Europe caught between Putin and Trump

Europe and the US are drifting further apart and Britain will be left to flounder

Rafael Behr   Published: Wed 14 Feb 2024 06.00 GMT

NATOFor decades, UK foreign policy had two pillars: the EU and Washington. Who would be our allies in a Trump 2.0 world?

Nine months is a long time to hold your breath. The identity of the next US president won’t be known until 6 November, but already the prospect of it being Donald Trump has America’s allies clenched in strategic suspense.

In European democracies, the fear is existential. For 75 years, their security has been guaranteed by the North Atlantic treaty, which Trump scorns as a bad deal for the US. At a rally over the weekend, the former president boasted of having encouraged Russia to “do whatever the hell they want” to countries that weren’t, in his view, paying their Nato bills.

If returned to the White House, Trump might not actually renege on US commitments of mutual assistance to countries that fear they are in Vladimir Putin’s firing line. But the former president doesn’t have to mean exactly what he says, or even win the election, for his words to have effect. Ambiguity undermines deterrence.

American unreliability will permeate every discussion when Nato defence ministers gather in Brussels this week.

The gripe that Europeans free-ride on America’s defence budget is an old refrain. Most Nato members accept it is also a fair one. Only a minority have met the commitment made in 2006 to allocate 2% of GDP for defence spending. But in the past, frustration at the asymmetry of contribution has been softened by historical allegiance and alignment of values. Even in terms of self-interested realpolitik, Washington could value the upkeep of European democracy, stability and prosperity as a Nato dividend.

Not Trump. He doesn’t do alliances, only transactions and threats. Mutual benefit is for wimps. The test of a good deal in Trumpworld is that the other party feels cheated. For that reason he despises the EU even more than Nato because it isn’t a US client. It has its own commercial heft as a continental trading bloc.

The ambition to spike Europe’s guns as an economic superpower is another thing Trump has in common with Putin. It is why they were both enthusiasts for Brexit.

US unreliability is already stalking the battlefield in Ukraine. Vital aid has been held up in Congress, which is partly the effect of Trump having a thumb on the military scales before he has even been formally nominated as the Republican candidate. It looks like payout for a Kremlin bet that western finance and moral support for Kyiv will run out faster than Russian shells and conscript cannon fodder.

There is a faction of the US right that admires Putin on ideological grounds, as a scourge of degenerate liberalism. But mostly Republicans are just glad if the war goes badly for the side Joe Biden has backed, so they can cast his presidency as an era of US weakness and Trump as a restoration of strength.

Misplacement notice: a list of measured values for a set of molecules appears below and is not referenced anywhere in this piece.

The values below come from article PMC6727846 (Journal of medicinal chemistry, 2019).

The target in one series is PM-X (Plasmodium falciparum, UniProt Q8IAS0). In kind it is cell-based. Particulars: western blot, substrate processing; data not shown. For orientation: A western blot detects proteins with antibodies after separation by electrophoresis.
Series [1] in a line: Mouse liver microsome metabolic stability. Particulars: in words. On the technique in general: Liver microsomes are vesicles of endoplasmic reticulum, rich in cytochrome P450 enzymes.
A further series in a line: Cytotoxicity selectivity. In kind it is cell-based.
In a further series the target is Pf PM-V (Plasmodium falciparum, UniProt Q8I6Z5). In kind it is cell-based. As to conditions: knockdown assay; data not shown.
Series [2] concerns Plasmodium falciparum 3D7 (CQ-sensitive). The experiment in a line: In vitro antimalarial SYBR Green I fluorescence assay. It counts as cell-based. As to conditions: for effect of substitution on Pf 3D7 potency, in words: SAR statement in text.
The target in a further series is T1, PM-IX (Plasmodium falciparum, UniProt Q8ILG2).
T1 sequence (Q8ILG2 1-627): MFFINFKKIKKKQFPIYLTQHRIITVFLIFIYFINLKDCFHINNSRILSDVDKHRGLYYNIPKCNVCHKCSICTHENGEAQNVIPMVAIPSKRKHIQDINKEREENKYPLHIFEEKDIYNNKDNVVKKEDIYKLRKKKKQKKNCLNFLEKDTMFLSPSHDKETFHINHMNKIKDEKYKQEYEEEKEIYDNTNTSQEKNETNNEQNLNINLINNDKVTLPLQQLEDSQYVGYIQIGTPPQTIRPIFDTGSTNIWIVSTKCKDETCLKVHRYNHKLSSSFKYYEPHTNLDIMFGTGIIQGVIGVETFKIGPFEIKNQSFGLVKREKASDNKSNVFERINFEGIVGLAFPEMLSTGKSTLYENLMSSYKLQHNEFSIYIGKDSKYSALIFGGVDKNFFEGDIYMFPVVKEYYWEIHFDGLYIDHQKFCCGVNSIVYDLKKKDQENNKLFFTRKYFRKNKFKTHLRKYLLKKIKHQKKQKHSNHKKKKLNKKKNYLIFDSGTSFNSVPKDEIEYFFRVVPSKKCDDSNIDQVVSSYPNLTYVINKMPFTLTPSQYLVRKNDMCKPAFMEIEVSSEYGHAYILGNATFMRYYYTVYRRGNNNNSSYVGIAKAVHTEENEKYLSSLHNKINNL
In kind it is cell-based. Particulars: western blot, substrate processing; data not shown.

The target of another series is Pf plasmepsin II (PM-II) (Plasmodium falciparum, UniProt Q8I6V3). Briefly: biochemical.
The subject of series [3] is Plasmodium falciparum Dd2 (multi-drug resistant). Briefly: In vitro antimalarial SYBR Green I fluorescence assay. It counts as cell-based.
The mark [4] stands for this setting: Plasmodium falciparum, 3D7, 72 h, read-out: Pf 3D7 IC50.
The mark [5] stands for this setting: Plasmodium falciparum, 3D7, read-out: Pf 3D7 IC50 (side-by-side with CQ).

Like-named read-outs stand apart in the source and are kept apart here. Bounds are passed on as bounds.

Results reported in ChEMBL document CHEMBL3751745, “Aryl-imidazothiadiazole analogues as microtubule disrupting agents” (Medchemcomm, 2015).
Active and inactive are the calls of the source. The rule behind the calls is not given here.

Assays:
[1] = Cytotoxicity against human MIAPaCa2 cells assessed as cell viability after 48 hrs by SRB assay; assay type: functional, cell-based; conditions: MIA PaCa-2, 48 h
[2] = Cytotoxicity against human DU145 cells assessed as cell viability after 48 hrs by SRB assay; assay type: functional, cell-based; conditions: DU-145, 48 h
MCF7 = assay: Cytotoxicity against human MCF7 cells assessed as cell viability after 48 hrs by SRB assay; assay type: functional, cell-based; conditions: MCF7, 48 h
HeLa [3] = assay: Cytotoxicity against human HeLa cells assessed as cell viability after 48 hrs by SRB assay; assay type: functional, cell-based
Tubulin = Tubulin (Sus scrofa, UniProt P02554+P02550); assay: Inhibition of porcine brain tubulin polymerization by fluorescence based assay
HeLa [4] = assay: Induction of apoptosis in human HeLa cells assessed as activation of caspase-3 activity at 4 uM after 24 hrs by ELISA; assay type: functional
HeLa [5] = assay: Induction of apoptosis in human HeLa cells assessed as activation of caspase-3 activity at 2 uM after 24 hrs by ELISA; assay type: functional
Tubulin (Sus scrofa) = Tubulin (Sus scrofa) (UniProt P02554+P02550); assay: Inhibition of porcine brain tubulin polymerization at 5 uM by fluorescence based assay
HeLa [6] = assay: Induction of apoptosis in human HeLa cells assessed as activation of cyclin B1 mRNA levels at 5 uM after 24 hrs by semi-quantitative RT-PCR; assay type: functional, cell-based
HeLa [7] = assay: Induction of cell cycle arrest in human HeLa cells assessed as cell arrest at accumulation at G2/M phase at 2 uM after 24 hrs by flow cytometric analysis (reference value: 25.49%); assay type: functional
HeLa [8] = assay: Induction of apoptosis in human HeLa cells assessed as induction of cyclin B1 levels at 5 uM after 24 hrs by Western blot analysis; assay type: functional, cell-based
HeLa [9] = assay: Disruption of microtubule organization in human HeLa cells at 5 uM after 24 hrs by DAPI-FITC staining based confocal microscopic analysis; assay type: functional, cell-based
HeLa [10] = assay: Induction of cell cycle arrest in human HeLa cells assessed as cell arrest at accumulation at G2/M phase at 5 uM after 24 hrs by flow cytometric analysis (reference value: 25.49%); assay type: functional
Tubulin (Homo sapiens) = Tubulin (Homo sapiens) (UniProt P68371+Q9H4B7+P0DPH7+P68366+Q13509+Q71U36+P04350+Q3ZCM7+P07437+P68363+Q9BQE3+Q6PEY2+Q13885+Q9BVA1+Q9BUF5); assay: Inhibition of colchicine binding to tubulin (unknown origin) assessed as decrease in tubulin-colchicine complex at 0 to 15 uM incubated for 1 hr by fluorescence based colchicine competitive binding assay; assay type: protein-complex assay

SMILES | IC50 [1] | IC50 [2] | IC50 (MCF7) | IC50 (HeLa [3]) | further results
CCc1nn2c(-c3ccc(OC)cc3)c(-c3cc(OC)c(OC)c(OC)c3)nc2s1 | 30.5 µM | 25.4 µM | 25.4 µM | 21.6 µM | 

The repugnant cynicism of that game will poison America’s international relationships, even if Biden wins a second term. It is already clear that the old congressional consensus in favour of constitutional democracy and the rule of law has gone.

Seeing the writing on the wall, European leaders are talking with new urgency about what Emmanuel Macron calls “strategic autonomy”. This used to be dismissed as an improbable flight of Gallic fancy. Now it frames the continent’s agenda. The implications in terms of where the extra money for bigger defence budgets – even more than 2% of GDP – will come from, and what a consolidated continental defence capability actually involves, are only slowly seeping into domestic politics.


A somewhat startling headline, it will be interesting to see this thought continue to develop within the EU as the EU is challenged to deal with its future security post the Ukraine war and a second term for TRUMP.  President Emmanual Macron wants to bring Russia back to the negotiating table and begin dialogue on some form of a Security Pact with Russia, NATO’s existence in its current form will be an issue even more so now.

The Bible has long revealed that Russia and an EU Army will enter into a final conflict with Israel and the Middle East.  Germany is the key country in what Bible Prophecy refers to as the land of “Magog”. They are spoken of militarily as the “King of the North”.  Together the Bible says that Russia and the EU will invade the Middle East in the Last Days.  So Bible Students expect to see Germany and France taking a greater role in leading Europe.  It is also interesting to see Germany taking greater control of a continent they tried to take by war and failed.

Yet again we see in Todays News Headlines words that show how the Nations are fulfilling the latter day alignment of Nations as Prophesied by the Bible. 

See this article to learn more about this and the latter day prophecies of the Bible.

See this article for more on this subject: WHAT IS NEXT FOR EUROPE